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SocDevMum

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About SocDevMum

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    Double Shot
  • Birthday September 28

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  • Pronouns
    she/her
  • Interests
    sexual violence, feminist theory, gender conformity/traditional gender roles
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    Social/Developmental Psychology

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  1. Look for post-baccalaureate Lab manager jobs first, there are paid lab spots out there for just this reason. Many folx use those for opportunities to get hands on experience with research and publishing. If that doesn't pan out, then look for volunteer opportunities in psych research labs. Either way may get you access to profs for recommendation letters as well Also, yes to the GRE, if you can get a great score. That might help balance out the poor GPA. Finally, I would strongly recommend you look into Master's programs. They are typically easier to get into, require less research e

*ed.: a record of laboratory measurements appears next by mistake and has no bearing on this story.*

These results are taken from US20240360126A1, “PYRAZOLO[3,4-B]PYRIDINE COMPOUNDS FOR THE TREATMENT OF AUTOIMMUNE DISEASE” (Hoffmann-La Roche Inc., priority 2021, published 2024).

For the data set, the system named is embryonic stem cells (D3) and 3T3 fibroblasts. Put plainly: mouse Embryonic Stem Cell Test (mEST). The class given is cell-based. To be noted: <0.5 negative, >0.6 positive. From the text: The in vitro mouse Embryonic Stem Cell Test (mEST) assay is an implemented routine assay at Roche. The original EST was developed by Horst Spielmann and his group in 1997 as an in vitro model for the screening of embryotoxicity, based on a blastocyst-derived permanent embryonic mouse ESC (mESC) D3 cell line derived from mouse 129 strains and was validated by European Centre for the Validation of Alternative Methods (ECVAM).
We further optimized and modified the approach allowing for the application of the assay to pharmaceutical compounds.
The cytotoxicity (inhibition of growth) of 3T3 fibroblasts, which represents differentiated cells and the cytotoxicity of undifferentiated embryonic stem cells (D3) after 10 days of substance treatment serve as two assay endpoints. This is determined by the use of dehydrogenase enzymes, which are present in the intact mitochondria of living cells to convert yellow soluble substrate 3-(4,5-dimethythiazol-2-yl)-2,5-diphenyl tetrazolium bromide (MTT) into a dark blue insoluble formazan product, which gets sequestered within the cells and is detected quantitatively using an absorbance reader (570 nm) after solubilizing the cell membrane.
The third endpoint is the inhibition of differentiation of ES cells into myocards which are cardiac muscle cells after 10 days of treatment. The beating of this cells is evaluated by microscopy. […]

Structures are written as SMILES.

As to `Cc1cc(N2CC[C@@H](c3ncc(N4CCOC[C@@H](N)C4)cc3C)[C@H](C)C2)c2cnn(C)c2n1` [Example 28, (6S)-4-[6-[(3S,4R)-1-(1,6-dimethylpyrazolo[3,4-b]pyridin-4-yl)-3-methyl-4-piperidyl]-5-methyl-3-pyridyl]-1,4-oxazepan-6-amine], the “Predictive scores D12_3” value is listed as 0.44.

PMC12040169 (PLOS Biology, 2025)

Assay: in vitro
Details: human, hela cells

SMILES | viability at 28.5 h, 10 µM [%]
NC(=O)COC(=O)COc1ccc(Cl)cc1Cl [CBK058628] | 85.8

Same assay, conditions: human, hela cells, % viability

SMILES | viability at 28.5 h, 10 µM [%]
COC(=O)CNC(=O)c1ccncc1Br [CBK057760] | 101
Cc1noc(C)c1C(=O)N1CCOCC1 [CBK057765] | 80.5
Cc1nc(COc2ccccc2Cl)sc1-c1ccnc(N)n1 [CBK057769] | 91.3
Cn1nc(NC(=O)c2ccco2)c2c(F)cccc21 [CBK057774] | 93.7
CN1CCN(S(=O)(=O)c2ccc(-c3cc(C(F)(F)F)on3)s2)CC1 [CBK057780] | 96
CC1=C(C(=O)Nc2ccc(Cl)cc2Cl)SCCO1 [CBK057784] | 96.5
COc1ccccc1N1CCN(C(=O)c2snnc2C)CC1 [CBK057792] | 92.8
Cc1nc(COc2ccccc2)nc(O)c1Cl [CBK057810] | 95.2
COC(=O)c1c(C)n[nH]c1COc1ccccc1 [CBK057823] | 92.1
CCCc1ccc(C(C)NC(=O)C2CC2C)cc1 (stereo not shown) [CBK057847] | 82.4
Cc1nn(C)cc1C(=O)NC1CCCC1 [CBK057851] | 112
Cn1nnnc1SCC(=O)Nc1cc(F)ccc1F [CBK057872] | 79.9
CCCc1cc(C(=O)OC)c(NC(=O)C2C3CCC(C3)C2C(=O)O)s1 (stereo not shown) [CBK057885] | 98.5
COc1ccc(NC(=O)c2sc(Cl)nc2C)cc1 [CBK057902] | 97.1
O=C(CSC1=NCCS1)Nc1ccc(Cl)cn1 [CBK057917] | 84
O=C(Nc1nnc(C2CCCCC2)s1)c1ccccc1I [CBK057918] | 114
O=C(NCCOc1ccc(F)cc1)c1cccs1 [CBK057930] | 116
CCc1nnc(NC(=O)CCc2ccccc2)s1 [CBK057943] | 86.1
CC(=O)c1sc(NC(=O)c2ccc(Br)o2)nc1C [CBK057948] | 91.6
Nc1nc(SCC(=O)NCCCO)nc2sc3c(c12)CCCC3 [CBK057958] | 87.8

2. Just want to add, your GPA is at the average to low end for these programs too - Clinical is more competitive because there are more applicants, to be sure, but your GPA and GRE matter just as much to non-Clinical programs. Research fit is going to be crucial for any of these. Please don't think Developmental or Counseling is "easier". In your position, I would strongly consider a Master's program, to give you a chance to improve your academic numbers and get more experience to prep for those tough Clinical PhD applications down the road, if clinical work is where your heart is.
  3. Is this Canada? I have no idea what the legal requirements are for Canada since I am in the U.S., however, I'm sure there are different kinds of counselors there as there are here. Here in the U.S., only someone with a Masters degree and a license can call themselves a counselor or therapist, but there is a certificate for an addiction rehabilitation specialist that you can get without a Masters to work strictly with adults in drug and alcohol rehabilitation (in most states). Besides mental health, in the U.S. (and probably Canada) there are also School Counselors, however this also requires
  4. You're welcome. Definitely start reaching out sooner rather than later. You don't need to immediately ask if they will take you on. Read a few of their papers and then email them with a well-crafted question or two about their work. Most researchers love to talk about their work Since you have some courses to take, you have time to form some basic relationship before seeing if they are taking on grad students in the future. Good luck friend!